Probably all of your health records for the past two years prior to the diagnosis, because they really want to know what's going on in your life, how did you feel prior to the diagnosis, so that they can sort of develop a picture of how to track you and treat you.

Janet Freeman?Daily:

Did you also take your scans, scan reports, pathology report with you? 

George Jackson:

Well, I took them, but they really wanted to take their own.  It was just something that Northwestern felt comfortable doing.  

So from there I felt more comfortable with the diagnosis from Northwestern although that's when the anxiety set in, the realness of it, and it's like the unknown.  Where do I go from here?  And so I would say to any patient, including myself, take a lot of notes, ask a lot of questions, listen to your doctors, your social workers and follow their lead. 

Janet Freeman?Daily:

It can create a lot of anxiety going in for a second opinion as the reality sets in. 

Did you take someone with you?

George Jackson:

Initially, yes.  Well, initially, no, I went alone, because there was the first diagnosis with the pulmonary doctor.  The second diagnosis here at Northwestern Hospital I took my wife, and that's when the reality of it all set in, and the depression, the anxiety.

Janet Freeman?Daily:

Absolutely. 

George Jackson:

The frustration.  As I said, the denial. 

Janet Freeman?Daily:

So if you had had a stage IV diagnosis, your treatment would be very different than it would with stage II. Can you tell me a little bit about the difference and the impact on you and the treatment that you had?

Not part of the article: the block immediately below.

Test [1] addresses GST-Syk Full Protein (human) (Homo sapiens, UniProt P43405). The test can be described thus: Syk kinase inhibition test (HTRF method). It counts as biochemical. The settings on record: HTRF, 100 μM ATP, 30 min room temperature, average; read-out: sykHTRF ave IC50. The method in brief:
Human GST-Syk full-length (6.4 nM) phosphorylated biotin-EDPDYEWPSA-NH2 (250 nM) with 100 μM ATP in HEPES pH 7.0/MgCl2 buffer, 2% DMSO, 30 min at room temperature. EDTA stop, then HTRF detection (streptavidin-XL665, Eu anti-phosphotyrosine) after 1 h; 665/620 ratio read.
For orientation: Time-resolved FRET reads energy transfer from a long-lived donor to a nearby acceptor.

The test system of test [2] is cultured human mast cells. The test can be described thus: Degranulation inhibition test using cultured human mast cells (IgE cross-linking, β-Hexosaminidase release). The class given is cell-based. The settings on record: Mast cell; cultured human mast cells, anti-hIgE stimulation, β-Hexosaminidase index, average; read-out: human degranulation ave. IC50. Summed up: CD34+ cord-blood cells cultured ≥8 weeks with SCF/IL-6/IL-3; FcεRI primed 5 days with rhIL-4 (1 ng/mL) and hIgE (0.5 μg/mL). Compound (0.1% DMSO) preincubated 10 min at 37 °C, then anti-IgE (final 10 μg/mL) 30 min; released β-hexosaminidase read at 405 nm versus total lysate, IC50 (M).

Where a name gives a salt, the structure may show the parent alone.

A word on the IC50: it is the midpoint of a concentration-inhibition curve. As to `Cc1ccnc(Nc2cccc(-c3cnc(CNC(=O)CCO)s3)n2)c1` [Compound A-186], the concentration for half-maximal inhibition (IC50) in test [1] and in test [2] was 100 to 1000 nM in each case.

George Jackson:

Well, with the initial diagnosis of stage IV it was just all grim.  The doctor, the pulmonologist, he was so apologetic, asking me about my family members, and he seemed to express no hope.  And I'm looking at him, like, are you serious?  And it's like no, I'm not accepting this. I just needed another opinion, because there's always hope.  You've got to be a fighter.  And I'm a fighter.

 

So in talking to my primary physician she referred me to Northwestern, and from there I just—and meeting all of the support people from the oncology department, the doctors, I felt a lot more comfortable, more relaxed, if you can say relaxed, because you can't really relax with cancer.  

George Jackson:

I initially started with chemotherapy. From there, after eight weeks of chemo I rested for six weeks, and then there was surgery. After resting another six weeks I went through radiation treatment, which was eight weeks. And after all of that, I was told that I was cancer?free. 

Janet Freeman?Daily:

So no evidence of disease and—wow.  That is very hopeful. 

George Jackson:

Yes. Yes, but it's a journey. 

Please remember the opinions expressed on Patient Power are not necessarily the views of our sponsors, contributors, partners or Patient Power. Our discussions are not a substitute for seeking medical advice or care from your own doctor. That’s how you’ll get care that’s most appropriate for you. 

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Page last updated on July 23, 2019